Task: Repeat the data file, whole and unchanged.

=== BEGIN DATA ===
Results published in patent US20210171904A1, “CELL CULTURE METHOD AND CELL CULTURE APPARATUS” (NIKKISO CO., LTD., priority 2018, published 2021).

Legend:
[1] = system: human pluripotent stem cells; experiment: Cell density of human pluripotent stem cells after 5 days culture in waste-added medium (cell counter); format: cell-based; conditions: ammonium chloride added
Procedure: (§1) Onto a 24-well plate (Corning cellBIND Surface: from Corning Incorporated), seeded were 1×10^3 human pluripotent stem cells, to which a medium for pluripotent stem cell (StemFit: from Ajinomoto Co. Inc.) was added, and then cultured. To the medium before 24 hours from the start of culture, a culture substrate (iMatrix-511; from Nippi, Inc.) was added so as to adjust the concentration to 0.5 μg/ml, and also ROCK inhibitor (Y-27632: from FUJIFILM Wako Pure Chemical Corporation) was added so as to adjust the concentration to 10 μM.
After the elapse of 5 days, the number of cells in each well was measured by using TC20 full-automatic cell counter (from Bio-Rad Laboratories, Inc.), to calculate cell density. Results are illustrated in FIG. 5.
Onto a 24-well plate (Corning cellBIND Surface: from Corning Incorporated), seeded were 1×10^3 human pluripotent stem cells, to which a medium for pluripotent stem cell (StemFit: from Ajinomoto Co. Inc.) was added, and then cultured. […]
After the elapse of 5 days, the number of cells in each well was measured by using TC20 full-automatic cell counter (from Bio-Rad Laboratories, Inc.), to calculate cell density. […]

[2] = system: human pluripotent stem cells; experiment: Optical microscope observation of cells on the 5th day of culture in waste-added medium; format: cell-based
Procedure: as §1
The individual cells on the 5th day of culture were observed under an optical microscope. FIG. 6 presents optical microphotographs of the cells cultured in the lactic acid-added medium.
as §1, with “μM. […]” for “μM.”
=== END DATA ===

Results published in patent US20210171904A1, “CELL CULTURE METHOD AND CELL CULTURE APPARATUS” (NIKKISO CO., LTD., priority 2018, published 2021).

Legend:
[1] = system: human pluripotent stem cells; experiment: Cell density of human pluripotent stem cells after 5 days culture in waste-added medium (cell counter); format: cell-based; conditions: ammonium chloride added
Procedure: (§1) Onto a 24-well plate (Corning cellBIND Surface: from Corning Incorporated), seeded were 1×10^3 human pluripotent stem cells, to which a medium for pluripotent stem cell (StemFit: from Ajinomoto Co. Inc.) was added, and then cultured. To the medium before 24 hours from the start of culture, a culture substrate (iMatrix-511; from Nippi, Inc.) was added so as to adjust the concentration to 0.5 μg/ml, and also ROCK inhibitor (Y-27632: from FUJIFILM Wako Pure Chemical Corporation) was added so as to adjust the concentration to 10 μM.
After the elapse of 5 days, the number of cells in each well was measured by using TC20 full-automatic cell counter (from Bio-Rad Laboratories, Inc.), to calculate cell density. Results are illustrated in FIG. 5.
Onto a 24-well plate (Corning cellBIND Surface: from Corning Incorporated), seeded were 1×10^3 human pluripotent stem cells, to which a medium for pluripotent stem cell (StemFit: from Ajinomoto Co. Inc.) was added, and then cultured. […]
After the elapse of 5 days, the number of cells in each well was measured by using TC20 full-automatic cell counter (from Bio-Rad Laboratories, Inc.), to calculate cell density. […]

[2] = system: human pluripotent stem cells; experiment: Optical microscope observation of cells on the 5th day of culture in waste-added medium; format: cell-based
Procedure: as §1
The individual cells on the 5th day of culture were observed under an optical microscope. FIG. 6 presents optical microphotographs of the cells cultured in the lactic acid-added medium.
as §1, with “μM. […]” for “μM.”